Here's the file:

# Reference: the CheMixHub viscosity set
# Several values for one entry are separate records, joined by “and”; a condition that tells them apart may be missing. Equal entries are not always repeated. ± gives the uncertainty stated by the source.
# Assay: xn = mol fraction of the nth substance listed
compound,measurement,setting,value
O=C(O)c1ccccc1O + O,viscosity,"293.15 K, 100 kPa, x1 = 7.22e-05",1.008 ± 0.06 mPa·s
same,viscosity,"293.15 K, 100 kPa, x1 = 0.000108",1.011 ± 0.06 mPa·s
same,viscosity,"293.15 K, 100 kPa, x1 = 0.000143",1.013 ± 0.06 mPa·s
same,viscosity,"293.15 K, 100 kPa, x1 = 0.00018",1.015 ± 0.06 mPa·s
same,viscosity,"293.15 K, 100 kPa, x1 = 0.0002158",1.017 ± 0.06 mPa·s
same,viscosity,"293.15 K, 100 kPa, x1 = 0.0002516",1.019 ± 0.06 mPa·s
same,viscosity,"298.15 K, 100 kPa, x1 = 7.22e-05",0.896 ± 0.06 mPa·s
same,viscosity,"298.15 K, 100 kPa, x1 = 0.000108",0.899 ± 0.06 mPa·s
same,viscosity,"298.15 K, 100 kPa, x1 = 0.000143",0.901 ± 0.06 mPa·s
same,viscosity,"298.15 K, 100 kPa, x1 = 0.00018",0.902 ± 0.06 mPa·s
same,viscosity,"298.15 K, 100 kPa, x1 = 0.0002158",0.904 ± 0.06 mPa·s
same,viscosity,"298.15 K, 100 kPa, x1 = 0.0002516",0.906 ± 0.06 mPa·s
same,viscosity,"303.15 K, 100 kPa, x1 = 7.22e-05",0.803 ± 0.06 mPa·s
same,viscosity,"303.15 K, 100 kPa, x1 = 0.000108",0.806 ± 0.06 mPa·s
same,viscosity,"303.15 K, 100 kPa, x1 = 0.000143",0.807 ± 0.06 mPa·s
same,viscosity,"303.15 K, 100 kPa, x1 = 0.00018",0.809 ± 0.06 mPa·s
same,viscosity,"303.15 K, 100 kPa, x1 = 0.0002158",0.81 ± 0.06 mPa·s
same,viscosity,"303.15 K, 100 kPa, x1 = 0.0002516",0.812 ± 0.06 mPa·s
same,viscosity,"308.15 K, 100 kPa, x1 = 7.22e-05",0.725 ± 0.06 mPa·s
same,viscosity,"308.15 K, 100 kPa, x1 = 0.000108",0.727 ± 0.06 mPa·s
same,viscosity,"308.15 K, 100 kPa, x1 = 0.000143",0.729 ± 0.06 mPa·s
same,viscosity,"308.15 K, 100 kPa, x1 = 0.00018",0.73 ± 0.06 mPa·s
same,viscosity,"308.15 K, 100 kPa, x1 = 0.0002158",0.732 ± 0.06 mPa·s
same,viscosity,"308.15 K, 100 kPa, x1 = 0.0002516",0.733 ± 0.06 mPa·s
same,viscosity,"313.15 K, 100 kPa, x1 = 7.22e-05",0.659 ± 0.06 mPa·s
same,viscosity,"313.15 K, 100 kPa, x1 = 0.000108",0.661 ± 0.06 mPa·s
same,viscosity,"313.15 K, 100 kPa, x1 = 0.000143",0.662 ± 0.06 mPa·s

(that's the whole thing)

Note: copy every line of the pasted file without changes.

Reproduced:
# Reference: the CheMixHub viscosity set
# Several values for one entry are separate records, joined by “and”; a condition that tells them apart may be missing. Equal entries are not always repeated. ± gives the uncertainty stated by the source.
# Assay: xn = mol fraction of the nth substance listed
compound,measurement,setting,value
O=C(O)c1ccccc1O + O,viscosity,"293.15 K, 100 kPa, x1 = 7.22e-05",1.008 ± 0.06 mPa·s
same,viscosity,"293.15 K, 100 kPa, x1 = 0.000108",1.011 ± 0.06 mPa·s
same,viscosity,"293.15 K, 100 kPa, x1 = 0.000143",1.013 ± 0.06 mPa·s
same,viscosity,"293.15 K, 100 kPa, x1 = 0.00018",1.015 ± 0.06 mPa·s
same,viscosity,"293.15 K, 100 kPa, x1 = 0.0002158",1.017 ± 0.06 mPa·s
same,viscosity,"293.15 K, 100 kPa, x1 = 0.0002516",1.019 ± 0.06 mPa·s
same,viscosity,"298.15 K, 100 kPa, x1 = 7.22e-05",0.896 ± 0.06 mPa·s
same,viscosity,"298.15 K, 100 kPa, x1 = 0.000108",0.899 ± 0.06 mPa·s
same,viscosity,"298.15 K, 100 kPa, x1 = 0.000143",0.901 ± 0.06 mPa·s
same,viscosity,"298.15 K, 100 kPa, x1 = 0.00018",0.902 ± 0.06 mPa·s
same,viscosity,"298.15 K, 100 kPa, x1 = 0.0002158",0.904 ± 0.06 mPa·s
same,viscosity,"298.15 K, 100 kPa, x1 = 0.0002516",0.906 ± 0.06 mPa·s
same,viscosity,"303.15 K, 100 kPa, x1 = 7.22e-05",0.803 ± 0.06 mPa·s
same,viscosity,"303.15 K, 100 kPa, x1 = 0.000108",0.806 ± 0.06 mPa·s
same,viscosity,"303.15 K, 100 kPa, x1 = 0.000143",0.807 ± 0.06 mPa·s
same,viscosity,"303.15 K, 100 kPa, x1 = 0.00018",0.809 ± 0.06 mPa·s
same,viscosity,"303.15 K, 100 kPa, x1 = 0.0002158",0.81 ± 0.06 mPa·s
same,viscosity,"303.15 K, 100 kPa, x1 = 0.0002516",0.812 ± 0.06 mPa·s
same,viscosity,"308.15 K, 100 kPa, x1 = 7.22e-05",0.725 ± 0.06 mPa·s
same,viscosity,"308.15 K, 100 kPa, x1 = 0.000108",0.727 ± 0.06 mPa·s
same,viscosity,"308.15 K, 100 kPa, x1 = 0.000143",0.729 ± 0.06 mPa·s
same,viscosity,"308.15 K, 100 kPa, x1 = 0.00018",0.73 ± 0.06 mPa·s
same,viscosity,"308.15 K, 100 kPa, x1 = 0.0002158",0.732 ± 0.06 mPa·s
same,viscosity,"308.15 K, 100 kPa, x1 = 0.0002516",0.733 ± 0.06 mPa·s
same,viscosity,"313.15 K, 100 kPa, x1 = 7.22e-05",0.659 ± 0.06 mPa·s
same,viscosity,"313.15 K, 100 kPa, x1 = 0.000108",0.661 ± 0.06 mPa·s
same,viscosity,"313.15 K, 100 kPa, x1 = 0.000143",0.662 ± 0.06 mPa·s